Once it came time to use the hankies, I found myself resistant to making the switch. The texture on my face was different, I wasn’t throwing it away as soon as I had used it, and it took me more than a week to get past the ick factor of reusing it. However, as soon as I realised that since I’m the one washing them I can swap mine as often as I like, it immediately stopped bothering me.

Hankies

Getting to the point of happy hanky use took me longer than anyone else in the family. The kids like the colours and patterns of the hankies far more than the plain white tissues, and my partner really couldn’t give a stuff either way. Where the change became real for me was when I went through the house and literally hid all of our tissues in a cupboard so that I wouldn’t use them. I now have a few strategically placed collections of clean hankies where the tissue boxes used to be.

By switching from tissues to hankies we’re saving about $100 a year. Our laundry costs haven’t really changed because the hankies are going in with our regular load and washing them takes less time than buying tissues did. Then there is the obvious environmental benefit from eliminating a type of single use item from our lives. Most importantly for me, the skin around my nose has stopped cracking and peeling the way it does when I use too many tissues.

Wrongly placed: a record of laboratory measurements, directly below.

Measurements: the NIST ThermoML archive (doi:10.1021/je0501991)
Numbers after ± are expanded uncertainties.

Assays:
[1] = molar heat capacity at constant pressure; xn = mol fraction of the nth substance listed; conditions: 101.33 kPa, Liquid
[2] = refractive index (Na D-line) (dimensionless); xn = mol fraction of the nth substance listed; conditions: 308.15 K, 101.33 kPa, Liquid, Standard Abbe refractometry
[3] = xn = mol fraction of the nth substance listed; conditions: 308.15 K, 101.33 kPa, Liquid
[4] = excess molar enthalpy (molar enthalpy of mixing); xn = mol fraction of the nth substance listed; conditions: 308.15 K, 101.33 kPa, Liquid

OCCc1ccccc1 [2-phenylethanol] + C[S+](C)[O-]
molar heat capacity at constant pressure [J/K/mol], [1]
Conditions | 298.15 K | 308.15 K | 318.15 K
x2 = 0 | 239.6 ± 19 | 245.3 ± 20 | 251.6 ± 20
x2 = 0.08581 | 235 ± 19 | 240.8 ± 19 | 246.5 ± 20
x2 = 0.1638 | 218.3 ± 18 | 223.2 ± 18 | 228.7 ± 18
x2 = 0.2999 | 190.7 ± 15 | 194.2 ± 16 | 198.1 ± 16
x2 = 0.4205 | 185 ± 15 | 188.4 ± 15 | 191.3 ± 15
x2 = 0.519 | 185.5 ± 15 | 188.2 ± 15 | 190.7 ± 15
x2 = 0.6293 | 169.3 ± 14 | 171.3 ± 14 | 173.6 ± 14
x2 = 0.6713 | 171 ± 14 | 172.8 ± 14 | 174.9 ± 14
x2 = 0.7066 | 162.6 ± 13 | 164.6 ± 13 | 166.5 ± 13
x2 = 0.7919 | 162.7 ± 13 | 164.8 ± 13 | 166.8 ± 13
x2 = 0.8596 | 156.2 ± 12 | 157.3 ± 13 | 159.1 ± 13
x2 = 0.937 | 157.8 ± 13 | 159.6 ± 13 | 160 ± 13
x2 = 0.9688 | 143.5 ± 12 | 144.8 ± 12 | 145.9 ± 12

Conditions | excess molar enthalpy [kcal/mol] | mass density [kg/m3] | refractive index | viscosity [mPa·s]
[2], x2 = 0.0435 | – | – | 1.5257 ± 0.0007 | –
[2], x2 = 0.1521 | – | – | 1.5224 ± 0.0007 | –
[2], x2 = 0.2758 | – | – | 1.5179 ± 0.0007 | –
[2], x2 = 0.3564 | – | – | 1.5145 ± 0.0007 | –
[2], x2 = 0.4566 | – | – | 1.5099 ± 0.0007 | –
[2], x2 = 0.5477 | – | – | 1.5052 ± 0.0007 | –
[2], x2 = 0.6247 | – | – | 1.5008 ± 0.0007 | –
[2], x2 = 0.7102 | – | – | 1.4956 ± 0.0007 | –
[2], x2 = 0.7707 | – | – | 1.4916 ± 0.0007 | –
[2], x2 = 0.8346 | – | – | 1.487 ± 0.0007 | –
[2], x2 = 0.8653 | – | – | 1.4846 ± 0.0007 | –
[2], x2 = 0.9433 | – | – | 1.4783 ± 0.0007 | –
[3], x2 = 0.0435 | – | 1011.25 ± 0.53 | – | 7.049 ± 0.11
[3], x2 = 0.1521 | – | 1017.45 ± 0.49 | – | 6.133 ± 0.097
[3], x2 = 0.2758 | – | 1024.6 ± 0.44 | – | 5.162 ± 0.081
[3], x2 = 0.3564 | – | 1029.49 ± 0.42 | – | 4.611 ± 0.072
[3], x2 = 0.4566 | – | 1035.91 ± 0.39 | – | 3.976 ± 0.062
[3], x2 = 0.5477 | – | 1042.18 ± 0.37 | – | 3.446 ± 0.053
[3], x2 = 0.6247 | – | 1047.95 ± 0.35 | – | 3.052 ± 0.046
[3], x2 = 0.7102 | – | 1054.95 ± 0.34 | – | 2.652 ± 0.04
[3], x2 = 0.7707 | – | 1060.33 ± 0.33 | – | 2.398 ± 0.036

If you’re playing along at home…

…how can you reduce the amount of tissues that you use? Please let us know in the comments if you have switched to hankies or found another alternative.

Switching to Green Electricity

One of the fastest and easiest ways that we can reduce our emissions is by being aware of the electricity that we use and where it comes from. As a nation, Australia is heavily reliant on fossil fuels for electricity, which provided 83.7% of our electricity in 2016 compared to renewable sources at 16.3%. We live in Victoria, which isn’t exactly dazzling in converting to renewable energy; in 2016 only 16% of the state’s energy came from renewable sources. The state government has committed to increasing renewables to 25% by 2020 and 40% by 2025 but, even if those targets are met, a lot of our electricity will still be coming from fossil fuels.